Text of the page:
Guidelines for child-friendly public services published

Writer: Zhang Yu  |  Editor: Holly Wang  |  From: Shenzhen Daily  |  Updated: 2022-05-12

Shenzhen has released guidelines for the construction of a child-friendly public service system, which summarize the city’s efforts in building a child-friendly city over the last six years.

The guidelines are also China’s first local standards for creating a child-friendly city, Shenzhen Special Zone Daily reported yesterday. According to Shenzhen Women’s Federation, the guidelines have summarized the city’s experience in prioritizing child care and child-friendly public services over the last six years. Based on that, the city has formulated systematic local standards covering child-friendly public services and its supporting facilities.

The guidelines are focused on children’s needs and aim to promote their healthy and happy development, while establishing a framework for a child-friendly public service system with eight subsystems namely health, education, recreation and sports, games, travel, community and family, social security, and legal protection.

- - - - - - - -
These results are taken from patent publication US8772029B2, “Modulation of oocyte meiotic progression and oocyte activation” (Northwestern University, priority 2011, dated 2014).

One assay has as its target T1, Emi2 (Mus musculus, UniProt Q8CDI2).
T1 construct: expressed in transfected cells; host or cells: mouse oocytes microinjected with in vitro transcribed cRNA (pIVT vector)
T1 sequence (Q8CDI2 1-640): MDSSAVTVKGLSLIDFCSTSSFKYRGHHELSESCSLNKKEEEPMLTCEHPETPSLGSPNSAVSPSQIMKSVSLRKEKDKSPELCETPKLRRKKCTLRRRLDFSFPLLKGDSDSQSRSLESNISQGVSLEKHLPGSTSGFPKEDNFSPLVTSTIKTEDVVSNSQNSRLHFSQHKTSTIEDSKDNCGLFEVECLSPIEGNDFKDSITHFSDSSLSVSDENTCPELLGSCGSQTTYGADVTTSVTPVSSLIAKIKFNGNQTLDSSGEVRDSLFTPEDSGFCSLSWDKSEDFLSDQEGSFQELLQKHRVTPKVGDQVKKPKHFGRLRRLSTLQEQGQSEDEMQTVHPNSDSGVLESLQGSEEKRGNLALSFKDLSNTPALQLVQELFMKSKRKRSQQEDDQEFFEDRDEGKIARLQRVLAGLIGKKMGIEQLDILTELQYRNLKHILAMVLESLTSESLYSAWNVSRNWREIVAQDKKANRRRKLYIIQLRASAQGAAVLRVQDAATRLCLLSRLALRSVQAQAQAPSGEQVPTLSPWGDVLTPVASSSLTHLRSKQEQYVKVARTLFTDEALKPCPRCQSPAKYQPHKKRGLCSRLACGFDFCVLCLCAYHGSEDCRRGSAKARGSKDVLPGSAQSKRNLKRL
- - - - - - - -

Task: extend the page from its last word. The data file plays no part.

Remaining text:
The guidelines have proposed a series of requirements that aim to serve children’s best interests, taking into account children’s growth and development needs at different stages, as well as the differences between children with different physical abilities and different families.

For instance, the guidelines have proposed to provide educational support for children who need long hospitalization, dividing inpatient rooms for children over 10 years old by gender, and provide convenient recreational and sports services for disabled children.

Shenzhen took the lead in exploring and practicing building a child-friendly city in China at the end of 2015, and issued the country’s first set of construction guidelines covering nine fields, namely communities, schools, libraries, hospitals, parks, travel systems, baby care rooms, practice bases and children’s participation.

In July 2021, Shenzhen’s innovative measures and experience in building a child-friendly city were recommended by the National Development and Reform Commission to be promoted across the country.